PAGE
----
Figure 3: Image acquired with IR2 band with additional information and features (indicated with red and purple color) provided respect to the visible spectrum (RGB and Panchromatic).

Valuable results have been obtained through PCA and NDI. In detail, the computed principals component have been three, with percentage variance from P1 to Pc3 of 73%, 21%, and 5%, respectively. (i)The PC1 image summarizes the first maximum variance of the data-set and provides a sort of average of all the input channels. The result is similar to PAN and IR1. This could be due to the fact that the illumination source used has a maximum value of irradiance in the infrared.(ii)The PC2 (Figure 4) image with respect to PAN puts in evidence the same further information provided by IR2 referable to later intervention of restoration on Saint’s tunic and mantle.(iii)In addition to IR2, PC2 points out brush-strokes to outline the beard and moustaches, as well as to mark some details in the Saint’s face (contour of the nose, eyes, expression lines in cheekbones, and forehead, see also Figure 7(d))(iv)The PC3 image (Figure 5) conserves the additional information of PC2 with respect to PAN related to the mantle and the tunic, but not to the beard of the Saint. Some information of the face disappear. However PC3 put in evidence some more information on decay pathologies and on a discontinuity line in the wooden board on top of the saint halo (contoured by green line in Figure 5; see also Figure 7(e)).

Figure 4: PC2 result with additional information and features provided with respect to the visible spectrum indicated with red and purple colour and to IR2 band, with orange colour, as well.
Figure 5: PC3 result with additional information and features provided with respect to the visible spectrum indicated with red and purple colour and to IR2 band, with green colour, as well.

The application of the Normalized index NDI confirms the features observed in PC3 image and provides further data, as well (Figure 6). In particular, the most relevant information provided by NDI is related to the right part of the mantle, contoured by blue line in Figure 6. It is characterized by a nonhomogeneus darker tone which suggests the presence of a restoration work.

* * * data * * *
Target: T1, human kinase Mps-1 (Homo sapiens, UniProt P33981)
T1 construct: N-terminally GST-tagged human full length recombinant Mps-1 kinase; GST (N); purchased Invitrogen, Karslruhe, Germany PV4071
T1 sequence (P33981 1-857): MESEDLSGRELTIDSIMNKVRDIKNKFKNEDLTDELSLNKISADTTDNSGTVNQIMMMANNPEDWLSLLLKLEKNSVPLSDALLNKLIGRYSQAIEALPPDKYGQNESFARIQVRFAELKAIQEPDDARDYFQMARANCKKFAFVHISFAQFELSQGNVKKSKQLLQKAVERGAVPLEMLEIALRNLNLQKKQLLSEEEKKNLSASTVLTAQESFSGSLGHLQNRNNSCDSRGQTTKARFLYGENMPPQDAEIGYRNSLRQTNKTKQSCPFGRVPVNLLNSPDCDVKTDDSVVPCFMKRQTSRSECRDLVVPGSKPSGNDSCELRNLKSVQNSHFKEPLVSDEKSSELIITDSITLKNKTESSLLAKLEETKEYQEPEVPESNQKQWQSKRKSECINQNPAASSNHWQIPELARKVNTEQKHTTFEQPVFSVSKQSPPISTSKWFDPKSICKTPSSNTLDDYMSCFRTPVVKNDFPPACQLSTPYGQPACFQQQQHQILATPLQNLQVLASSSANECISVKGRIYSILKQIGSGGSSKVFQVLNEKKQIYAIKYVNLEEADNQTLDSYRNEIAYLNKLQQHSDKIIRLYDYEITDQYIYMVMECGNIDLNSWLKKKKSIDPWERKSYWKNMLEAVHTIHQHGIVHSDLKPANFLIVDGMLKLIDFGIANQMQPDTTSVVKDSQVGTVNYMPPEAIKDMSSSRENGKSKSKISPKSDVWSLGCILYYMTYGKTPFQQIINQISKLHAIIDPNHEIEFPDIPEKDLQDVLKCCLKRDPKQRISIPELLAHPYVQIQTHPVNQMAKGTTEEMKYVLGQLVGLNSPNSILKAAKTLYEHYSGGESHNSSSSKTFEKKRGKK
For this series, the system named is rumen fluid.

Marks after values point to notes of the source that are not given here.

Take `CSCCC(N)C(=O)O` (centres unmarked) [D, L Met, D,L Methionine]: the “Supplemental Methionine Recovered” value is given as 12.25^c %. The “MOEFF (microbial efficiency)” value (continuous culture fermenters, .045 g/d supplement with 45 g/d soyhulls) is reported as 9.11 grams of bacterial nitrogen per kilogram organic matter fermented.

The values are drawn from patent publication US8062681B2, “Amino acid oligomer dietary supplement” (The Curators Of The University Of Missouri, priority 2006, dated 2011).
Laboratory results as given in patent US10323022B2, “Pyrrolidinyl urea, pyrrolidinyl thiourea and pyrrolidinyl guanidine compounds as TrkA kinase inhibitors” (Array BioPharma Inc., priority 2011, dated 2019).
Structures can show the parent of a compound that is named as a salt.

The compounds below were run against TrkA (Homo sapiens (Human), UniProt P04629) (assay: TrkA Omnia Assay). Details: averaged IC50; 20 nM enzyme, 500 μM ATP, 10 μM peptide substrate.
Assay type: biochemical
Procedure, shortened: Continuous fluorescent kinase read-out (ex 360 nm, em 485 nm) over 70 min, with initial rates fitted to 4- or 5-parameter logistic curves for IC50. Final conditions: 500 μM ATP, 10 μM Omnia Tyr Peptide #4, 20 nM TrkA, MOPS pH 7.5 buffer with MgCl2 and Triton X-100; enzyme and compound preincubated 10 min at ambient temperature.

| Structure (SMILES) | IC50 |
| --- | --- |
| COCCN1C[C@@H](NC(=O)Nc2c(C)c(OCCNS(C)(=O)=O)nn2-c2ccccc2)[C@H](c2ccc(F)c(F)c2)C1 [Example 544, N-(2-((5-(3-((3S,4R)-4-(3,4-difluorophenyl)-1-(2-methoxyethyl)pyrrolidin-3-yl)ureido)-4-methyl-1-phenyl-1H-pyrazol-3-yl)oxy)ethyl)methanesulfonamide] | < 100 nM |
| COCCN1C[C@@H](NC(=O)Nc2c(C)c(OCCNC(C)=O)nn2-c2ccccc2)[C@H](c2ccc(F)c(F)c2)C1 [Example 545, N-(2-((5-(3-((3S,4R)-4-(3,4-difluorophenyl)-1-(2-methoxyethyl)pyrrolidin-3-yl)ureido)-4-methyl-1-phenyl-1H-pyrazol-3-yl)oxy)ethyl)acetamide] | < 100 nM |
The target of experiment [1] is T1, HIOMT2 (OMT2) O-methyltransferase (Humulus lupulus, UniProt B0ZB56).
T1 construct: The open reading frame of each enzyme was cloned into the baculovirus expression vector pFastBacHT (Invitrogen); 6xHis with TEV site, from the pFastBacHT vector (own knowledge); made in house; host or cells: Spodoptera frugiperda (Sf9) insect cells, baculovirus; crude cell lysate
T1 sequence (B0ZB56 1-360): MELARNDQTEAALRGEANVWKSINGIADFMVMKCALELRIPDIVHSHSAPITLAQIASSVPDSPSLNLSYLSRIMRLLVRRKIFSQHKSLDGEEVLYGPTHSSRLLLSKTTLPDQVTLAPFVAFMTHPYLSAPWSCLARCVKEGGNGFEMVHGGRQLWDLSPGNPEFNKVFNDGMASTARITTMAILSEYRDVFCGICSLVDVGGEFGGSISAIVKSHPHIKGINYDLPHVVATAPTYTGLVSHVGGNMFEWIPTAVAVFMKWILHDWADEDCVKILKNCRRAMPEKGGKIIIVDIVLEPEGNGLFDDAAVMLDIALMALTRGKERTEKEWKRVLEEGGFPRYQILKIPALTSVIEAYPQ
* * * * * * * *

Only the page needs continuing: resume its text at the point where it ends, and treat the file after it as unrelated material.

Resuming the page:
Figure 6: NDI result with additional information and features provided with respect to the visible spectrum (all colours) and to IR2 band, as well (indicated with green, orange and blue colour).
Figure 7: Detail of the upper part of the Saint from PAN (a), IR1 (b), IR2 (c), PC2 (d), PC3 (e), and NDI (f).

As for the filtering, good results have been obtained by directional and high pass, to emphasize the microcracks and fissures which affect the pictorial layer.

Figure 8 shows the RGB image with the features extracted IR2, PCA, and NDI.

Figure 8: RGB image with additional information provided by postprocessing with respect to the data input (see Table 1).

As a whole, the comparative observation of data input and the postprocessing results put in evidence that the dark brown mantle and tunic of the Saint has been painted during three phases (I, II, and III, in Figure 8). Figure 9 put in evidence the different discrimination of the patterns I, II, and III in terms of reflectance values (DN values) of IR2 and NDI with respect to the PAN. In particular from PAN and IR1, DN values of the mentioned patterns are similar; whereas from NDI image, DNI values of patterns I, II, and III are very dissimilar.

Figure 9: DN average of patterns I, II, and III measured from PAN, IR1, IR2, and NDI.

6. Conclusions

An IR reflectographic system has been used to investigate, in noninvasive way, a spectral region of the visible and near infrared. This is crucial but not exhaustive to characterize the surface and pictorial layers below, due to the limits of the employed sensor (CCD). In order to offset such limits, reflectograms have been processed by PCA and spectral indices (such as NDI).

The analysis has been aimed at focusing some issues of the study case, a polyptych dating back to the 15th century, composed of fourteen panels, among which, for the sake of brevity, only the panel of St. Antonio Abbot has been examined in this paper.

The investigation has been carried on with two aims: (i)the first is to analyze the stylistic features, since the polyptych is attributed to Vivarini workshop and, in particular, the panel portraying St. Antonio Abbot is thought to be painted by Bartolomeo Vivarini;(ii)the second aim is to map the restorations which followed each other between the second half of the 19th century and the first half of the 20th century.

The postprocessing methods applied to reflectograms provided additional information with respect to the image input (PAN, IR1 and IR2). A comparative analysis of data input and postprocessing results has been performed by visual observation. Such analysis put in evidence the effectiveness of later principal components (in particular PC3) and the index NDI in discriminating pictorial patterns with the same color (i.e., the dark brown of the mantle and the tunic), thus suggesting different painting phases or restoration works.

Table 1: Additional features provided by IR2 with respect to visible, and by PCA and NDI with respect to visible and IR2.


Thanks are due to the staff working at Lecce Province Museum “Sigismondo Catromediano”, in particular to the Museum Director Antonio Cassiano, the Restoration Laboratory Director Brizia Minerva, the Restorer Nicola Ancona, and the Researcher Maria D. Pilolli.